Spread the word, see you in the kitchen!

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Past Open Science Kitchen Events

DCC Thematic Session on AREDA: Curious to know why AREDA is the archive that you would like to use?

When: 31st March, 2022 from 16:00-17:00.

4TU.ResearchData repositories and communities

4TU.ResearchData will present an overview of their repository services and community for FAIR data. Part one of the presentation provides more detailed information about the technical infrastructure to support FAIR data. Part two provides information about the community (human infrastructure) around the data repository.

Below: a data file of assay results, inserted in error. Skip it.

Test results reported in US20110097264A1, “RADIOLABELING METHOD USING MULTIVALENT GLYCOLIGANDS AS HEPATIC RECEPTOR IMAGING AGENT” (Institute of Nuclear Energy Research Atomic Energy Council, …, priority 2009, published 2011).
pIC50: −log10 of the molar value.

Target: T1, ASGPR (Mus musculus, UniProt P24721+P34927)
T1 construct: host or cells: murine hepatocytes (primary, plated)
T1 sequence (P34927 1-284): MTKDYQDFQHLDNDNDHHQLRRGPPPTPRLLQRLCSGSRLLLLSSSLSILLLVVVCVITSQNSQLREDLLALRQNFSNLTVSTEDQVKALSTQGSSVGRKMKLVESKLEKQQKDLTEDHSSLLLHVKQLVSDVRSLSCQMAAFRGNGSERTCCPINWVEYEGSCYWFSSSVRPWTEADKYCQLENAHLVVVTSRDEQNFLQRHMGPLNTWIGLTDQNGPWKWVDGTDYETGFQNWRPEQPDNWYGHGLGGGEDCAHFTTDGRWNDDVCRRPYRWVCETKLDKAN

Who: This event is for researchers (PhD candidates, postdocs and assistant professors/research associates) and data support professionals who want to learn about technical repository features and community support for publishing data and software code.

About 4TU.ResearchData: As an international data repository for science, engineering and design, 4TU.ResearchData's services include curation, sharing, long-term access and preservation of research datasets. These services are available to anyone around the world. In addition, 4TU.ResearchData also offers training and resources to researchers to support them in making research data findable, accessible, interoperable and reproducible (FAIR).

Slides and recordings

Open Education in transition. Social movement or evidence-based research domain?